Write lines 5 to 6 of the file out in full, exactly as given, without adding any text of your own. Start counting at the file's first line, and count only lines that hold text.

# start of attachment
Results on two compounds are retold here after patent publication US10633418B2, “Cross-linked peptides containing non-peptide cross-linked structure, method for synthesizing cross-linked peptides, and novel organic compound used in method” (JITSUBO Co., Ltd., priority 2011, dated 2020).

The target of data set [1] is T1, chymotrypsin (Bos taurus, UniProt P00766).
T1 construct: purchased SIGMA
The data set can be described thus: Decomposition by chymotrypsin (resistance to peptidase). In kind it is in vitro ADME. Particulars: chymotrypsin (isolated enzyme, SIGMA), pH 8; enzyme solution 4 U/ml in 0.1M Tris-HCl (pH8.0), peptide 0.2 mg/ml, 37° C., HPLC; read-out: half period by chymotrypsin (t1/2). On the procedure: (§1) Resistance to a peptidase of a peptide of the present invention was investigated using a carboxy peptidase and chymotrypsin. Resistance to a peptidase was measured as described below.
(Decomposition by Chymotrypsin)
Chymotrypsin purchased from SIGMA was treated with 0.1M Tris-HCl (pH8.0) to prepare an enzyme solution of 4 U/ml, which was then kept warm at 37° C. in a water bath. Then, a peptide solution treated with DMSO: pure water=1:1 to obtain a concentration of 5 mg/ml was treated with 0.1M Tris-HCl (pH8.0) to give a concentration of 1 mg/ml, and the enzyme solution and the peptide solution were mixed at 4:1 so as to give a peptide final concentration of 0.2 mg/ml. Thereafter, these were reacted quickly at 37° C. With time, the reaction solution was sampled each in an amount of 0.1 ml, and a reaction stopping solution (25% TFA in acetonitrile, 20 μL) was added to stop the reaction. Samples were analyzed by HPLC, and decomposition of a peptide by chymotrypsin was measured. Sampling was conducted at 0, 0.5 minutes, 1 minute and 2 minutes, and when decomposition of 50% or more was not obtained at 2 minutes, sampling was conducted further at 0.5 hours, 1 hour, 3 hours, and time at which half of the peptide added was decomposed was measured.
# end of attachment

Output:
(Decomposition by Chymotrypsin)
Chymotrypsin purchased from SIGMA was treated with 0.1M Tris-HCl (pH8.0) to prepare an enzyme solution of 4 U/ml, which was then kept warm at 37° C. in a water bath. Then, a peptide solution treated with DMSO: pure water=1:1 to obtain a concentration of 5 mg/ml was treated with 0.1M Tris-HCl (pH8.0) to give a concentration of 1 mg/ml, and the enzyme solution and the peptide solution were mixed at 4:1 so as to give a peptide final concentration of 0.2 mg/ml. Thereafter, these were reacted quickly at 37° C. With time, the reaction solution was sampled each in an amount of 0.1 ml, and a reaction stopping solution (25% TFA in acetonitrile, 20 μL) was added to stop the reaction. Samples were analyzed by HPLC, and decomposition of a peptide by chymotrypsin was measured. Sampling was conducted at 0, 0.5 minutes, 1 minute and 2 minutes, and when decomposition of 50% or more was not obtained at 2 minutes, sampling was conducted further at 0.5 hours, 1 hour, 3 hours, and time at which half of the peptide added was decomposed was measured.